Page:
Goodbye 2021, a year that started with a storm and ends with a national howl of frustration. Covid has supercharged our politics, but it’s only the latest jolt to a system already carbonated from a couple of decades of furious conflict. My digital politics takeaways from 2021:
Microtargeting ourselves to death
When I started writing about digital politics 15 years ago, microtargeting seemed to some like a digital promised land. To others, it looked like a gateway to political hell. If campaigns could target voters with laser precision, the thinking went, we could manipulate public opinion with ads invisible to anyone outside of the people meant to see them.
In 2021, the technology’s limits seem clear. Yes, we can target advertising and field outreach to specific voters, and it makes good sense when you need to deliver a niche message or turn out specific groups of voters. But you can also microtarget yourself to death, as Democratic consultant Chuck Rocha loves to point out.
If campaigns spend too much time and money chasing a few predefined “priority” voters, they risk missing a huge swath of the actual electorate. Some potential supporters won’t fit into neat data models, for example, while others will fall through the profile-matching cracks at the ad-vendor level. Sometimes, microtargeting can depend on little more than a guess: that a campaign knows exactly who’s going to respond to what.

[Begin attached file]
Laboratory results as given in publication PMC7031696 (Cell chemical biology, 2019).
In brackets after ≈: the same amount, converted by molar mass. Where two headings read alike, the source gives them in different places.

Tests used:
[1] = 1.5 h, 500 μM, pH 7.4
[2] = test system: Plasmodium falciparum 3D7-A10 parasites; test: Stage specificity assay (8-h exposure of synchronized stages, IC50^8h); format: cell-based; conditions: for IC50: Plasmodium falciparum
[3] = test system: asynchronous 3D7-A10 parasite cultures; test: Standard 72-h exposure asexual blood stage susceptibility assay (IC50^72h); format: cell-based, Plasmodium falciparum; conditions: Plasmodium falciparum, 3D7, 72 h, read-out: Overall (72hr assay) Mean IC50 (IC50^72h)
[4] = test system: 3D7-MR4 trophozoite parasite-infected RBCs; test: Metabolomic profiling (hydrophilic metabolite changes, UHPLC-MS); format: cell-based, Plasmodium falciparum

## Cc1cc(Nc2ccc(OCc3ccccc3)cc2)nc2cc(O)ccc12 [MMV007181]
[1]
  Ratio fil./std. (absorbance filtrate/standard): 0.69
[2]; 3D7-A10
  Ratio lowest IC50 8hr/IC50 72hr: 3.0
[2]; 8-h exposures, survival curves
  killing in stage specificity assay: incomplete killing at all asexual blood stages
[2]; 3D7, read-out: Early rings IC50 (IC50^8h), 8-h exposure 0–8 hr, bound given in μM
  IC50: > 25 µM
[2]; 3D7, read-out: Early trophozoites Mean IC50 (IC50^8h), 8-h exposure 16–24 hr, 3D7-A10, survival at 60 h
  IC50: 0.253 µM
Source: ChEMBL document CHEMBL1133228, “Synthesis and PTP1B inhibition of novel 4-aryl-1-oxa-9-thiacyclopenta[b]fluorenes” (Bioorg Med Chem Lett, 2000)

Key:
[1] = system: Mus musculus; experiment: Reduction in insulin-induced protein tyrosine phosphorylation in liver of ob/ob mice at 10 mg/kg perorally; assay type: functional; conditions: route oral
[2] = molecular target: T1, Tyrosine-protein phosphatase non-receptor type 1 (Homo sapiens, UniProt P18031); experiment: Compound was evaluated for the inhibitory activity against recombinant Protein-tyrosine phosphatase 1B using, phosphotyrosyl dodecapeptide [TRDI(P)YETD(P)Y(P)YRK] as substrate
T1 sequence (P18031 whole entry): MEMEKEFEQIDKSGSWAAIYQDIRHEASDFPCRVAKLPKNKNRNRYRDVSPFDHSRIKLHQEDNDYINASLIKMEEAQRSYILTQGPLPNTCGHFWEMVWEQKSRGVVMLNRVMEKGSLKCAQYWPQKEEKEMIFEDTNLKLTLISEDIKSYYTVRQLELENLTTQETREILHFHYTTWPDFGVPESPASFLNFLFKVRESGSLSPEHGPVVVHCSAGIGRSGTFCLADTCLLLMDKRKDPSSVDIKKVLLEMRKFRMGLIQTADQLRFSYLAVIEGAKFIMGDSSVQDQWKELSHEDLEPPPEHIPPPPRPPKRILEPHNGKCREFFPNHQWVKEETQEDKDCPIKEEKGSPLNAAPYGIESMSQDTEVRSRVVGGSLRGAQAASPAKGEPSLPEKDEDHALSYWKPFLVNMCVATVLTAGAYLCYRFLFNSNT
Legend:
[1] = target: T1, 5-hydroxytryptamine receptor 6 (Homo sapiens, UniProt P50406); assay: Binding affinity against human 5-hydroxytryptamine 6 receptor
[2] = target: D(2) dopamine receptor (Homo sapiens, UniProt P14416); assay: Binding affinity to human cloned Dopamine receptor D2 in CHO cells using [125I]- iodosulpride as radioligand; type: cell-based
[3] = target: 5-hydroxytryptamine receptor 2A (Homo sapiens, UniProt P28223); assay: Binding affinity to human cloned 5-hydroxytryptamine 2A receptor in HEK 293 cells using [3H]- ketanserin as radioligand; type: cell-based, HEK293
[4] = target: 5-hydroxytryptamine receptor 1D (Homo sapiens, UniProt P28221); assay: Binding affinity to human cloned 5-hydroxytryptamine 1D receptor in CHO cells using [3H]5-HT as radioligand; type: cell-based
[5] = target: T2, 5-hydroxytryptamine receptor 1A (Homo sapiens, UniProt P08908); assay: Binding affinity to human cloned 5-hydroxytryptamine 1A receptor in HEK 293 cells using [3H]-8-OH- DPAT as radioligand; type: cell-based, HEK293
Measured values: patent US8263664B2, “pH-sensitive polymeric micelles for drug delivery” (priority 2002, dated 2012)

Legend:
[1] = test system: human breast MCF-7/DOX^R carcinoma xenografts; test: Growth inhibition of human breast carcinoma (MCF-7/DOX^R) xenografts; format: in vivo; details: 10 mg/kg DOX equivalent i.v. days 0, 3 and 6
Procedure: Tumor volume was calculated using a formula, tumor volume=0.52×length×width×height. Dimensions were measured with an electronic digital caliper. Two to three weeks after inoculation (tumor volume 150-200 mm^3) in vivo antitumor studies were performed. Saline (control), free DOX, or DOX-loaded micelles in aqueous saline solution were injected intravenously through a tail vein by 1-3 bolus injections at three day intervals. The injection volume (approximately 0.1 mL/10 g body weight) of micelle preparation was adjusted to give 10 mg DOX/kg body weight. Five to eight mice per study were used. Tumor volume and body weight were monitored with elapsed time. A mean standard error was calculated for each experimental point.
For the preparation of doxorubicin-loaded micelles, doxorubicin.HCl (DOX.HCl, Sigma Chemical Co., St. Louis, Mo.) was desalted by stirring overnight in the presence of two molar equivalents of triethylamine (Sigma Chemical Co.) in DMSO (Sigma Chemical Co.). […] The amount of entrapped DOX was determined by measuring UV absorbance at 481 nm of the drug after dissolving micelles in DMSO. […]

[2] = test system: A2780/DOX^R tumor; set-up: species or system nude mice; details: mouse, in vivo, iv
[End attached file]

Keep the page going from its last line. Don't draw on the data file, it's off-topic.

A microtargeting mindset can also blind campaigns to the importance of broader themes. In Virginia, Terry McAuliffe’s team tried to play the greatest hits of the Trump Resistance, but they didn’t motivate enough of the Democratic base to show up and vote. Meanwhile, Virginia Dems failed to make a case for their candidate. Note that Barack Obama’s presidential campaigns data-targeted their voter outreach to a huge degree, but he also had a clear and simple message. Remember hope and change?